Misread plans lead to the production of tools that cause the house to catch fire, although not immediately. Some of the tools that catch fire are safely ground up into pieces that don’t burn. However, if enough tools are on fire, things can get ugly. The house can implode, leaving a neat pile of rubbish. It can explode in a mess that the neighbors have to clean up. And every once in a while, the burning house produces multiple copies of itself–all on fire–which start by crowding the neighbors, but which eventually become their own house movers and hit the road to settle in other towns.

      2. Wavefunction says:

        Slaying of a pretty picture by an ugly fact?

  8. Uncle Al says:

    Viscosity at scale! Is the secret of life…Brownian motion?

  9. luysii says:

    Great post. Don’t forget the lumber from an earlier building is still around, and is still being used — microRNA, competitive endogenous RNA (ceRNA), circular RNA, nonCoding RNA, transcribed pseudogenes etc. etc.

  10. Chris Phoenix says:

    This beautiful and accurate* animation shows the hammers, screws, monorails**, and blueprint pages interacting as a leukocyte transforms its shape to exit a blood vessel in response to signaling: (with music) (with narration)

    * They had to downplay the Brownian motion randomness, and they only show a tiny fraction of the molecular soup. But they tried to make the shapes and functions as accurate as possible.

    ** There are monorail tracks running throughout the construction site. On close inspection, they’re made of nails and screws too. Some of the hammers will grab tools or house parts, latch onto a nearby track, and scoot along for a ways before letting go. The tracks can fall apart and reassemble themselves in response to dancing tools that respond to (among other things) something pushing on the outer envelope, or particular tools wiggling through it.

  11. Rob says:

    As someone from outside the industry who reads your column fairly regularly (TIWWW got me here 🙂 ), I want to thank you for posting a description that got the absolute enormity of what goes on inside a cell and brought it home to me.

    Thank you!!

  12. anon the II says:

    And, unlike Coleridge, you claim not to use mind altering substances. Well done.

    1. Derek Lowe says:

      Yep, still don’t. My wife’s theory is that I apparently don’t need them.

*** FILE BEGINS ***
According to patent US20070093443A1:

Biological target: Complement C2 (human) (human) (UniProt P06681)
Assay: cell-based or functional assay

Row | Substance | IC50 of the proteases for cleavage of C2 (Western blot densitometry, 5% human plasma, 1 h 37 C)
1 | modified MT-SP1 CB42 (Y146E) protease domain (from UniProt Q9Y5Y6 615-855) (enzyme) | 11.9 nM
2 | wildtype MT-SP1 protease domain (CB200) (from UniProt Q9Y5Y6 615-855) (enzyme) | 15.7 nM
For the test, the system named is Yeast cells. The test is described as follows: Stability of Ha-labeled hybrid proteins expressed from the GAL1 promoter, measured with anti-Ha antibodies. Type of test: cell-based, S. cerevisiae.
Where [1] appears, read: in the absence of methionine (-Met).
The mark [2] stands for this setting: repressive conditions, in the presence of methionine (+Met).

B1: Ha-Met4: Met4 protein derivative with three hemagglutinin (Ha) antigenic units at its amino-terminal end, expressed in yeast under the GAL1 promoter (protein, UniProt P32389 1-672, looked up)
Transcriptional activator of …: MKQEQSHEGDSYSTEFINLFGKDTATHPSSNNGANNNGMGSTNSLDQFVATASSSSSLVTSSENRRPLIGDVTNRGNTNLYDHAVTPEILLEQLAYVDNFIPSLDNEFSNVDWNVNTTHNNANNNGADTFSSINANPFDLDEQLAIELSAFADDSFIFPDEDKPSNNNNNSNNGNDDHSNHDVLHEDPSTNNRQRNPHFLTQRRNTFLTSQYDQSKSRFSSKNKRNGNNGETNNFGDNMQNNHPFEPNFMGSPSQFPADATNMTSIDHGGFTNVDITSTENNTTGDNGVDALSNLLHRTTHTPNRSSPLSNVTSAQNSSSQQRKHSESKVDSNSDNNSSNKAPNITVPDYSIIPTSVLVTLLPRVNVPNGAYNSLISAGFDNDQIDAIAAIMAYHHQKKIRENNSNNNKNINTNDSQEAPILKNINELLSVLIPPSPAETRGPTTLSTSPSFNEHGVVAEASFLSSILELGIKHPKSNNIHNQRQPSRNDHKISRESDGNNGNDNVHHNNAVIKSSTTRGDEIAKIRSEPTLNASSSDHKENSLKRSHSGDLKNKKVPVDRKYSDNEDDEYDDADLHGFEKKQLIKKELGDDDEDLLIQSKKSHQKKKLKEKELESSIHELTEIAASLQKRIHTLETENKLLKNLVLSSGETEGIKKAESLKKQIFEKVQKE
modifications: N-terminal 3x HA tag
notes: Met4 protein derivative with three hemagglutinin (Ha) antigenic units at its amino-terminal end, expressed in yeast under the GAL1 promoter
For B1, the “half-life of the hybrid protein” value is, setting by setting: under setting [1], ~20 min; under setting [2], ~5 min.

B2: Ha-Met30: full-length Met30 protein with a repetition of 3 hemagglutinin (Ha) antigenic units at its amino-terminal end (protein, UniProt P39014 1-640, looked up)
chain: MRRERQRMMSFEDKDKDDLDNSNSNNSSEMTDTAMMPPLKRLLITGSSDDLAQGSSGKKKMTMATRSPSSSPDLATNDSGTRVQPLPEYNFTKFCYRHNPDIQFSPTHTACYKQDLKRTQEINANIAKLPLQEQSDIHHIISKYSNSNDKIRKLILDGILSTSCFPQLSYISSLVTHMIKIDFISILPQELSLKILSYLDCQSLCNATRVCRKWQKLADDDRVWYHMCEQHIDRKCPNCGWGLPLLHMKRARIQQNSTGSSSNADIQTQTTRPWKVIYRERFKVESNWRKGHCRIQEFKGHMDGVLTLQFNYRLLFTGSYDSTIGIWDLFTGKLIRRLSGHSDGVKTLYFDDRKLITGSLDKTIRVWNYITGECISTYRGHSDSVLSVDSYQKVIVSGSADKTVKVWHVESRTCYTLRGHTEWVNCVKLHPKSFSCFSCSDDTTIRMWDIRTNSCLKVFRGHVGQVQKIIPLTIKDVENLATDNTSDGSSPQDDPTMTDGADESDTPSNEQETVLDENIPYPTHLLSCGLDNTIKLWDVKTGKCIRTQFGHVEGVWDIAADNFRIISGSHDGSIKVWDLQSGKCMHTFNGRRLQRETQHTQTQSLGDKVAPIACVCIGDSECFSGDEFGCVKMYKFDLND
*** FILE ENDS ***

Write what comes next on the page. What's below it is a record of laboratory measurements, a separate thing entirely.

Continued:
1. John Wayne says:


  13. flem says:

    Fantastic analogy. gives a sense of mind numbing complexity of cells.
    I’m curious of scale: how big is the house if the nails are say 2″ long?

  14. Tomas says:

    I’m reminded of the science fiction book “Mote in God’s Eye”, describing a civilization that has been around for far too long without room to expand. Everything is hyper-evolved and connected together to foster efficiency. Once in a while the whole society accumulates too much damage and, basically, dies apoptically, to be rebuilt from protected caches of cultural information.

    A lot of software becomes a “legacy horror” through being adapted one too many times to the immediate need. Pressures to be small and efficient gave us non-repairable electronics. Airplanes cost $150m+ because no part is “stock” – all are customized in drive for lower weight.

    That evolved systems are fundamentally non-decomposable may be the greatest cognitive barrier technological progress is facing.

  15. GutDecipher says:

    And the blueprints keep getting modified and edited as if in a power struggle over the ultimate vision.

    And certain projects are getting scrapped to reroute supplies to a more urgent need that could derail the whole construction.

    And some of the houses become McMansions that are taking over the landscape and crowding out the more efficient, subtle dwellings. And then they get hit by a meteor or suffer an earthquake.

  16. Vampyricon says:

    Reminds me of an analogy of particle physics by Sean M Carroll, that when you smash two cars together two skateboards fly out in addition to the cars going through each other unscathed.

  17. Ken says:

    There are also smaller houses inside the big house. They have their own blueprints, which don’t have plans for everything in the small house – in fact they just have plans for a dozen or so hammersawdrills, and for the tool foundries. Everything else they get from the big house.

    But the small houses use their hammersawdrills to glue board A onto board B, and turn the result into board C, which is then bent into board D, which is cut into board E, and so on – until suddenly it’s back to board B, which can then be combined with another board A from the big house and run through the cycle again. That somehow produces a steady stream of power for the tools in the big house, plus (when needed) supplies of B, C, D, etc.

  18. Kaleberg says:

    It sounds like something from Ikea. Seriously though, thanks for the great metaphor.

    I should point out that entropy is overrated. Even physicists don’t have a good handle on it. Without gravity, the state of maximum entropy would be a very thin cold gas. With gravity, no one really knows.

  19. Anon says:

    This sounds like a drunk non-scientist blabbing in a bar. Which is probably exactly what drunk non-scientists need to get the idea! 🙂

  20. anon says:

    Alpha Go Zero

  21. Wallace Grommet says:

    And yet everything is a physical manifestation arising within a time/space field of immense energy, eternal and ephemeral.